Index to Quranic Chapters (Suras) and Verses (Ayat) Appearing in the Texts of the Amulets ................................................................................................................ 241

    Index .............................................................................................................................. 243

    Plates .............................................................................................................................. 245

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  • PREFACE

    What began as a relatively minor taskone only tangentially related to my primary purpose at the timehas grown into something of some substance, I hope. Much of what I have en-countered in my study of medieval Arabic block prints has been beyond my modest talents to analyze and elucidate. The results of this effort, therefore, while going to press with my name on the title page, owe much to the encouragement, advice and assistance of an entire phalanx of friends, scholars, and librarians. Especially librarians.

    The genesis of this work lies in the suggestion offered to me in 1994 by Patricia H. Marks, then editor of the Princeton University Library Chronicle, that I compose an article on the unique example of Arabic block printing held by the William H. Scheide Library at Princeton. In this regard, I must thank Mr. Scheide, again, for granting me permission to publish his artifact, as well as William Stoneman, former Librarian of the Scheide Library, and Paul Needham, current Scheide Librarian, for making the block print available to me for close study. Dr. Don Skemer, Curator of Manuscripts in Firestone Librarys Department of Rare Books and Spe-cial Collections provided encouragement and, through his own research on European amulets, the outlines of a historical context for the present study.

    The publication of the Scheide block print resulted in a very attering review and enthu-siastic encouragement from Dr. Geoffrey J. Roper, late of the Islamic Bibliography Unit at Cambridge University Library. He urged me to continue my study of Arabic block printing and to that end made slides of Cambridges two collections available to me. Over the inter-vening years, he has not ceased to provide valuable insight, leads on previously unknown or recently discovered examples, bibliographic assistance, hospitality, and friendship. Dr. Stefan C. Reif, Director of the Taylor-Schechter Geniza Research Unit at Cambridge also provided timely help and advice about how to proceed with reproduction rights for images of that part of Cambridges important collection of Arabic block prints. Dr. Reif, Dr. Ben M. Outhwaite, and D.J. Hall, Deputy Librarian at Cambridge University Library, also granted permission to publish the images of the block prints in their collections. Ruth Long and her colleagues in the Photographic Department there carried out the digital photography with consummate professionalism.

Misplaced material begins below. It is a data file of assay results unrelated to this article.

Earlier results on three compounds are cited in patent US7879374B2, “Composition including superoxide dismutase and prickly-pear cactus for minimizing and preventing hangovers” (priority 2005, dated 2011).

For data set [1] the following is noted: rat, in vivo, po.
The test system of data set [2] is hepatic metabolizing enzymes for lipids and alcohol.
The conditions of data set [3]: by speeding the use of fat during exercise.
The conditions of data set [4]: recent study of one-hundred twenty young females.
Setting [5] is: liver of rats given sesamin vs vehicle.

Because the examples of medieval Arabic block printing are so widely scattered, archived as they are in more than a dozen university libraries, museums and private collections, the generous assistance of the librarians and curators I have had the good fortune to meet cannot be overstated. In addition to those people I have already mentioned, I am deeply indebted to the librarians and museum archivists who not only facilitated my study of objects known to reside in their institutions, but allowed me to have virtually unfettered access to their collections of Arabic materials. This generous degree of freedom enabled me to identify two previously unknown examples of the craft and to create a more reliable census of the total number of extant Arabic block prints.

    Several institutions in Great Britain and Ireland are in possession of Arabic block printed amulets and my rst foray into an investigation of a larger grouping of block prints was cen-tered on these places. At Cambridge University Library, in addition to the people mentioned

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  • x PREFACE

    above, I would like to thank Jill Butterworth and G.D. Bye who provided valuable technical assistance and helpful information. For enabling me to examine the block print at the John Rylands Library at the University of Manchester, my gratitude goes to Dr. Peter McNiven, former Head of the John Rylands Research Institute, and his colleagues on the library staff, particularly Ms. Anne Young, Dr. Dorothy Clayton, Ms. Carol Burrows and Ms. Anne M. Clarkson. My August 1999 visit to the Chester Beatty Library in Ballsbridge, Dublin was made most pleasant by its then Director, Dr. Elaine Wright, and her attentive staff. Dr. Wrights pre-decessor, Dr. Anna Contadini, is also due my thanks for her provision of a photograph of the Chester Beatty block print. For permission to publish the Chester Beatty Librar